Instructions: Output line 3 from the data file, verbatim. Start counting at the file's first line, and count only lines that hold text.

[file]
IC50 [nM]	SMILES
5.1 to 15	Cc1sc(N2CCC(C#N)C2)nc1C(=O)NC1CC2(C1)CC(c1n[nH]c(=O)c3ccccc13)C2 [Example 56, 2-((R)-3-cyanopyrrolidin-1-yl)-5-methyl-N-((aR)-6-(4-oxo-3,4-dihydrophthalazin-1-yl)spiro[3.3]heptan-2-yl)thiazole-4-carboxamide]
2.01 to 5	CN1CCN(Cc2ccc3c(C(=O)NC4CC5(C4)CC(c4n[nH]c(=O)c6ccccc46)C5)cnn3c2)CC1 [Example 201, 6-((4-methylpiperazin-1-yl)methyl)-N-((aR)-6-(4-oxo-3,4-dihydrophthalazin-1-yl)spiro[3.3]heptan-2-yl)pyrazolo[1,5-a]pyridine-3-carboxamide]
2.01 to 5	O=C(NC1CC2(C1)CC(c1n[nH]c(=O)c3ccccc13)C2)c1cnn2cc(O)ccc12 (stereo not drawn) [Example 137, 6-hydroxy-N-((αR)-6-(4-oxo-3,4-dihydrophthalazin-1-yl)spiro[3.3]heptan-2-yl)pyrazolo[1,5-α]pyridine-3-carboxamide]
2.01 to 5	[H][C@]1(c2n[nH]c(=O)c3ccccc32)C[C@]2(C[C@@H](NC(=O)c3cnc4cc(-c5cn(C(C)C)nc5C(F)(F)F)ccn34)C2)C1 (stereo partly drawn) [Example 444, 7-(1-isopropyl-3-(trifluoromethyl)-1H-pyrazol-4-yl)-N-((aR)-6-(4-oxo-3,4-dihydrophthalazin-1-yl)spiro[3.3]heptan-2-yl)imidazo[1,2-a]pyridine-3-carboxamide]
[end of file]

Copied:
2.01 to 5	CN1CCN(Cc2ccc3c(C(=O)NC4CC5(C4)CC(c4n[nH]c(=O)c6ccccc46)C5)cnn3c2)CC1 [Example 201, 6-((4-methylpiperazin-1-yl)methyl)-N-((aR)-6-(4-oxo-3,4-dihydrophthalazin-1-yl)spiro[3.3]heptan-2-yl)pyrazolo[1,5-a]pyridine-3-carboxamide]